A brief discussion of some of our experiences while living and traveling in Michoacán, Mexico.
Saturday, April 18, 2009
IMAGES OF CHRIST
Good Friday is almost past, but not without the procession of images of Christ. Two things struck me on observing this event once again. The first is to be reminded of how easily those in the secular West dismiss Christianity (and perhaps all religions). Second, and related, is the importance of this event.
Let’s begin with a brief description. The procession is scheduled to begin at 7:00PM but everyone knows it won’t begin until dusk. Nevertheless, the center of town is virtually shut down from about 6:300 – about 10 square blocks of this pueblo. As vehicles have been removed, people take to the streets, some taking up their positions along the curbs, others just walking perhaps looking for a better viewing place. By the time the procession begins there must be 1,000 (or perhaps 2,000) on the streets. One has the feeling the entire town has turned out for this annual event. The procession begins with the mandatory truck with four police officers with machine guns at the ready and then the Bishop protected by a canopy held by four men (and perhaps the guns) and then a lovely image of Mary (revealing again her importance as the mother of Christ). The main procession consists of a Christ image from every church in town, some very large images taking 8 men to carry and others no more than 15 inches high. One or two images are of Christ in his glass tomb (which fascinates the young children) and others carried on a mat or in a supine position on the cross. Many of the walkers carry candles to suggest that the life of Christ will live on after his death earlier in the day. The procession takes about 30 minutes to pass: There is no band (which is very unusual) and the entire crowd is silent.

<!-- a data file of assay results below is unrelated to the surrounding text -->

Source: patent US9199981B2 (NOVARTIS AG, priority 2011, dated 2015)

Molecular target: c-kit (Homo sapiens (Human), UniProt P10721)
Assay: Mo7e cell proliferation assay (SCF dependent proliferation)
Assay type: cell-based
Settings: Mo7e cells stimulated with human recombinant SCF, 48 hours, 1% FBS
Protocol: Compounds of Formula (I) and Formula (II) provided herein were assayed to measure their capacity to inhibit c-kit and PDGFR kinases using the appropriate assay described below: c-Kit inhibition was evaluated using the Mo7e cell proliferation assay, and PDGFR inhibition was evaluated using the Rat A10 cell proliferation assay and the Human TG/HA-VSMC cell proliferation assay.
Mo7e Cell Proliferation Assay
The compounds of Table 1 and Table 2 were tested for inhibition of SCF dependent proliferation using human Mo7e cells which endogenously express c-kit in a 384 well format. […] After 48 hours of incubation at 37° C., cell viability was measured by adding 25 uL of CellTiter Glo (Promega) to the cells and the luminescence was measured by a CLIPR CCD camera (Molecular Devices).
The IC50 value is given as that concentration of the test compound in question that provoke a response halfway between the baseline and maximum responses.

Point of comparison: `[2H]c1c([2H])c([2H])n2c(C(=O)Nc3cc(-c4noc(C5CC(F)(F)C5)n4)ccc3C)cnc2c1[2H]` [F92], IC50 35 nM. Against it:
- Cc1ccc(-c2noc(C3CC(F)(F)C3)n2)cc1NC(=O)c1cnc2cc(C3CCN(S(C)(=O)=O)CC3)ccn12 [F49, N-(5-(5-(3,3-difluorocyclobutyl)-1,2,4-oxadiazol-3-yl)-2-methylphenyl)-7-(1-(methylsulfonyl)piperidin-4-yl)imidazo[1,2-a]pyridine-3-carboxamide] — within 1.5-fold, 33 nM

Why do people come? Clearly they do not come to see the latest image as little has changed over the years. It is not novelty that brings them out, but the predictable. If we rely on Brandes (1988) analysis we note that there are no masks, suggesting that the main participants are not playing a social role in which individual identity is lost. On this occasion people are truly playing themselves, as are the crowd. We are all participating in collective ritual in which we must see and be seen. We all remind ourselves of our membership (the writer and probably many other westerners present can be excluded from this claim) and this reminder binds members together and provides a collective identity. In a Catholic country this identity is reinforced several times throughout the year, but the events of these few days restate the importance of that membership and provides emotional attachment and feeling of importance. The events of these days make public the very foundations of the group – a belief in Christ, in the story of his crucifixion and resurrection.
By coincidence I read a story in Canada’s national newspaper reporting the dismay of professors of English literature at the growing unawareness of the story of Christianity among their students. This unawareness prevents them from understanding the metaphors, phrases and persons from the Bible that have shaped much of the literature of the West. Some students fail to understand why their professor is frequently talking about Christianity and perhaps see this as bias. However, this story, which has been around for 2000 years (perhaps the only longer surviving story is that of the Jews) has penetrated much of our language and story telling. Perhaps this is part of my dismay at the ease with which the secular west dismisses Christianity. If this same story were encountered while traveling in the darkest (if any such place still exists) of the Amazon, we would marvel and go out of our way to learn more. Now students would rather take a course in the history of rock music than read the Bible or listen to analysis of this old story.